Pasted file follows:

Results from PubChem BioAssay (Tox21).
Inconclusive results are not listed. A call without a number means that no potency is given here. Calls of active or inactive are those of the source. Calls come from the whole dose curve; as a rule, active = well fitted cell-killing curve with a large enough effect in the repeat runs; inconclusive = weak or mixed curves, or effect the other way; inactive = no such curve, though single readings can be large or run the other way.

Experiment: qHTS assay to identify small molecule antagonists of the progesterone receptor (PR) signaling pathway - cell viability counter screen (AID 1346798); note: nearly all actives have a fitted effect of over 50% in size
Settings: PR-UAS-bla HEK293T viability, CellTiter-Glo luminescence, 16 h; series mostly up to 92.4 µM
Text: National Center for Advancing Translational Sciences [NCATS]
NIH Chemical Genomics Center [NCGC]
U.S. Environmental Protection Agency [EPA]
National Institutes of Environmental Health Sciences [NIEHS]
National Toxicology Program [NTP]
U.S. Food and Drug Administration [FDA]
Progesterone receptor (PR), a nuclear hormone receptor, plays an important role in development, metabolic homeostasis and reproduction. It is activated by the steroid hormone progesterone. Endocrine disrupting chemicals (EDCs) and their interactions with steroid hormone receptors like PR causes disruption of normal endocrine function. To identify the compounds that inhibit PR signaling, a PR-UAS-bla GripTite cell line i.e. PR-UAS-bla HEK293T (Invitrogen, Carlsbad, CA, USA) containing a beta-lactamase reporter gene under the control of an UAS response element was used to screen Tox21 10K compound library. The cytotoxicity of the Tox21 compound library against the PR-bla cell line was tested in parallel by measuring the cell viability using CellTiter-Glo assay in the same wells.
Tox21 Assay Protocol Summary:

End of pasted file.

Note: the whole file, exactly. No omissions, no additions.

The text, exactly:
Results from PubChem BioAssay (Tox21).
Inconclusive results are not listed. A call without a number means that no potency is given here. Calls of active or inactive are those of the source. Calls come from the whole dose curve; as a rule, active = well fitted cell-killing curve with a large enough effect in the repeat runs; inconclusive = weak or mixed curves, or effect the other way; inactive = no such curve, though single readings can be large or run the other way.

Experiment: qHTS assay to identify small molecule antagonists of the progesterone receptor (PR) signaling pathway - cell viability counter screen (AID 1346798); note: nearly all actives have a fitted effect of over 50% in size
Settings: PR-UAS-bla HEK293T viability, CellTiter-Glo luminescence, 16 h; series mostly up to 92.4 µM
Text: National Center for Advancing Translational Sciences [NCATS]
NIH Chemical Genomics Center [NCGC]
U.S. Environmental Protection Agency [EPA]
National Institutes of Environmental Health Sciences [NIEHS]
National Toxicology Program [NTP]
U.S. Food and Drug Administration [FDA]
Progesterone receptor (PR), a nuclear hormone receptor, plays an important role in development, metabolic homeostasis and reproduction. It is activated by the steroid hormone progesterone. Endocrine disrupting chemicals (EDCs) and their interactions with steroid hormone receptors like PR causes disruption of normal endocrine function. To identify the compounds that inhibit PR signaling, a PR-UAS-bla GripTite cell line i.e. PR-UAS-bla HEK293T (Invitrogen, Carlsbad, CA, USA) containing a beta-lactamase reporter gene under the control of an UAS response element was used to screen Tox21 10K compound library. The cytotoxicity of the Tox21 compound library against the PR-bla cell line was tested in parallel by measuring the cell viability using CellTiter-Glo assay in the same wells.
Tox21 Assay Protocol Summary: